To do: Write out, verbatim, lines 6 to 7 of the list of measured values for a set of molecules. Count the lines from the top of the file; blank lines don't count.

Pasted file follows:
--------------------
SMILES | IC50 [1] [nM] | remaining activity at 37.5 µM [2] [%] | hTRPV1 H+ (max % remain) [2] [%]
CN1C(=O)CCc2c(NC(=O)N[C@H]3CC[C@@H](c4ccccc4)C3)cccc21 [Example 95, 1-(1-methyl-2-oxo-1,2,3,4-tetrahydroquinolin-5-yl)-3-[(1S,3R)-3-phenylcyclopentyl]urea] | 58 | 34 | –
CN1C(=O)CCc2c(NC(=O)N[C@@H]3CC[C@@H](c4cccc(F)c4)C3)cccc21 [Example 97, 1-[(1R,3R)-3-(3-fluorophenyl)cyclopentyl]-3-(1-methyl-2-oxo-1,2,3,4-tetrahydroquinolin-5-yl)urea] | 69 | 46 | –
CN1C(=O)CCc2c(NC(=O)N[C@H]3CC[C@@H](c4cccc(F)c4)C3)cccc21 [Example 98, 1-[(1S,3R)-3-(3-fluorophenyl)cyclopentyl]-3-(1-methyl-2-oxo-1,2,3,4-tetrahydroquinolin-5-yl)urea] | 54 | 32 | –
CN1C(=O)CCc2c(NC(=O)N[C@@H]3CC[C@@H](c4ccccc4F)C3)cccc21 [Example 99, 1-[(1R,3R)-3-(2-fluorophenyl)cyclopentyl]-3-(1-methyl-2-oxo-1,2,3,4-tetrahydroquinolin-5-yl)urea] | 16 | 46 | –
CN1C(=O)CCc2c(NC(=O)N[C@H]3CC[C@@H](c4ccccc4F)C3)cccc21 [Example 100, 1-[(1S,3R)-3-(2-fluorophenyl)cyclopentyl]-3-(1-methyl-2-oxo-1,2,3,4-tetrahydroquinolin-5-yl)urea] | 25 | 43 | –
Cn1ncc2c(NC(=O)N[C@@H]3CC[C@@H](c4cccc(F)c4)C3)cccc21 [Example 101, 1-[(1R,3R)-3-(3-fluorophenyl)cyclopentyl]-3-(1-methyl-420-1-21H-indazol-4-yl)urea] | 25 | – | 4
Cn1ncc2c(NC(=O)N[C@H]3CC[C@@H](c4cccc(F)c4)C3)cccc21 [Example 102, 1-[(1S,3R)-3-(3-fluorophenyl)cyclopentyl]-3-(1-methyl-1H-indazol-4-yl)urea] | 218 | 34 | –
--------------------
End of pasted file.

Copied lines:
CN1C(=O)CCc2c(NC(=O)N[C@H]3CC[C@@H](c4ccccc4F)C3)cccc21 [Example 100, 1-[(1S,3R)-3-(2-fluorophenyl)cyclopentyl]-3-(1-methyl-2-oxo-1,2,3,4-tetrahydroquinolin-5-yl)urea] | 25 | 43 | –
Cn1ncc2c(NC(=O)N[C@@H]3CC[C@@H](c4cccc(F)c4)C3)cccc21 [Example 101, 1-[(1R,3R)-3-(3-fluorophenyl)cyclopentyl]-3-(1-methyl-420-1-21H-indazol-4-yl)urea] | 25 | – | 4